For a show about nothing, “Seinfeld” is sure worth a lot to stations.
Columbia TriStar Television Distribution this week takes the off-net sitcom from Gotham into Los Angeles, where a rare four-way bidding war may be heating up that will go a long way toward establishing a per-episode price for the coveted adult comedy.
Over the past few years, there have been only three serious contenders for sitcoms in L.A.: Tribune’s KTLA, Chris-Craft’s KCOP and Fox’s KTTV.
Disney’s stand-alone station KCAL has pretty much taken itself out of the bidding wars for off-net comedies. Because it can’t compete with group-owned stations that have more bargaining clout with syndicators, KCAL has lately focused on local development and firstrun reality series.
But the Mouse may want to reconsider in the aftermath of the February sweeps, when it again finished last in the critical revenue-producing 6-8 p.m. block.
“If I were there, I would be pushing for the show,” says the general manager of another station in the market who’s anxious to get “Seinfeld.”
Desire is one thing; money is another.
Col TriStar has positioned “Seinfeld” as the last big-ticket sitcom to come down the pike for several years. It believes it can get “Home Improvement”-type dollars — about $ 3 million per episode from all the markets (the Tim Allen-vehicle pocketed $ 225,000 in New York).
But L.A. is still struggling more than most to get out of the recession. Growth is sluggish. And station execs are extremely cautious.
“A lot of us paid a lot of money for things over the last five years and we were not always successful in recouping our investment,” says an L.A. market G.M.
Fox has called off its controversial $ 57 million deal to buy WGBS-TV, Philadelphia, from Combined Communications.
The FCC was slow to approve the deal in part because the National Assn. for the Advancement of Colored People filed a petition to deny Fox the license, claiming the company is in violation of FCC ownership rules prohibiting foreigners from owning more than a 25% stake in a TV station. The FCC never ruled on NAACP’s claims.
But there’s a possibility that Fox may again try to buy the station after Combined winds WGBS through the long, arduous FCC license renewal process.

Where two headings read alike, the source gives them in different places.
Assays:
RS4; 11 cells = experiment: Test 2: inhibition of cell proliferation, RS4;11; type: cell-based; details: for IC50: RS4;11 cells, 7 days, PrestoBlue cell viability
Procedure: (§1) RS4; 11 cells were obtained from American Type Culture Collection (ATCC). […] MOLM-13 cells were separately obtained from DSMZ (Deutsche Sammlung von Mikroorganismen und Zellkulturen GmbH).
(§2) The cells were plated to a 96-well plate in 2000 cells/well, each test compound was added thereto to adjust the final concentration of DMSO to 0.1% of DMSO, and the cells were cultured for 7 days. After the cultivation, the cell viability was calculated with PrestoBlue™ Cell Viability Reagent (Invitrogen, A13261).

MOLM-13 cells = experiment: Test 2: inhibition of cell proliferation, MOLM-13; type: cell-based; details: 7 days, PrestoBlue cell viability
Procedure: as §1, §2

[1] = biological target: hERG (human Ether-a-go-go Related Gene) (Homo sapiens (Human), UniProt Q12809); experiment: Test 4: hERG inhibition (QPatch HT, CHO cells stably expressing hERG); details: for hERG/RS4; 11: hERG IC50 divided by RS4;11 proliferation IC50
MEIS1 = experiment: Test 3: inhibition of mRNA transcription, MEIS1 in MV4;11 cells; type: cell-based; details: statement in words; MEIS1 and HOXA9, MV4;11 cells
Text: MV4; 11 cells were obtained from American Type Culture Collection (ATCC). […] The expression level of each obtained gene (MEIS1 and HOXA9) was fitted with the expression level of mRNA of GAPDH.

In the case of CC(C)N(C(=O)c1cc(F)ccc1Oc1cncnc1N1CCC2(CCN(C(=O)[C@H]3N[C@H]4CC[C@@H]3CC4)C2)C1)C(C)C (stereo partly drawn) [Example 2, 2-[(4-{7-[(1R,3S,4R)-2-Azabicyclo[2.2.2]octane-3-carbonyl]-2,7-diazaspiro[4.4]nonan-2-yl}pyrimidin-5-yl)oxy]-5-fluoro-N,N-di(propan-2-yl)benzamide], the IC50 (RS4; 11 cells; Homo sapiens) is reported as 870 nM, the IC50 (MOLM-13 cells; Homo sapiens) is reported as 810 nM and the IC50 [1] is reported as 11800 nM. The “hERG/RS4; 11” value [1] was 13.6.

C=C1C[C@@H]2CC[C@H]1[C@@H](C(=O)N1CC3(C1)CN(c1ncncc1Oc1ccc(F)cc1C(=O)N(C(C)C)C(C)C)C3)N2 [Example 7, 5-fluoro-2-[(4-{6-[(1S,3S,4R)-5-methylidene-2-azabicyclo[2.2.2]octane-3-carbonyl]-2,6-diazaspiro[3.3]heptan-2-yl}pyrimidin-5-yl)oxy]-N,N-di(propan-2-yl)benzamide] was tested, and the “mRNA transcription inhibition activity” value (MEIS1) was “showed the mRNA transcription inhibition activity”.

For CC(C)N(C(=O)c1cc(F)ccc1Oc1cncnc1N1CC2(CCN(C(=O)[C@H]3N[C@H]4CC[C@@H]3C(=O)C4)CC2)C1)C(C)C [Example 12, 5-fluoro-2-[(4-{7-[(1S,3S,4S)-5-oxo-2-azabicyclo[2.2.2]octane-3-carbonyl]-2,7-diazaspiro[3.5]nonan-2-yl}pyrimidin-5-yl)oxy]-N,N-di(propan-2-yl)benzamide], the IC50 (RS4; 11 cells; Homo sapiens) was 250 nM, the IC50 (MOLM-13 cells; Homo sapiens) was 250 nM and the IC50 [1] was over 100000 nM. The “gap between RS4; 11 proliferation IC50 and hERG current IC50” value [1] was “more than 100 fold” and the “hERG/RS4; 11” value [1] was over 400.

Fox’s attempted purchase of WGBS-TV was messy from the start. Paramount Broadcasting, which owns current Philadelphia Fox affil WTXF-TV, was livid when Fox said it was buying the station.
Now it looks like Par may remain a Fox affil in Philly after all. That means Paramount will likely be knocking on WGBS’s door to see if the station would like to affiliate with the studio’s fifth network effort. If Par were to try to keep both Fox and its own “network” on the same station, that would be grounds for an affiliation removal.
Paramount TV Group topper Kerry McCluggage says he will “see what happens.”
If the price of tuition goes up at Boston University, don’t blame it on higher book costs. Chalk it up to “The Golden Girls.”
Come again? That’s right, BU is in the TV business. And not some low-powered public broadcasting outlet airing highbrow fare, but a true commercial station — WABU-TV — looking to compete with Tribune Broadcasting, Group W and the other big boys in Beantown.
The university bought the station, previously owned by the Christian Science Monitor, in July for $ 3.8 million. Since then, WABU has spent $ 2.5 million improving the equipment and buying programs, including the off-net sitcoms “The Golden Girls” and “WKRP in Cincinnati” as well as action hours such as “Magnum P.I.” What really put it on the map, however, was the agreement the station signed recently with the Eye web to carry “CBS This Morning” on Feb. 28, the day CBS affil WHDH dropped it for its own local news show.
“We’re committed to be a player in Boston,” says Bob Gordon, president and general manager of WABU.
Besides acquiring product and possibly affiliating with Paramount’s fifth network (they’ve had talks), Gordon wants the station to produce a great deal of local programming. And if things get tight? Hey, raise the tuition.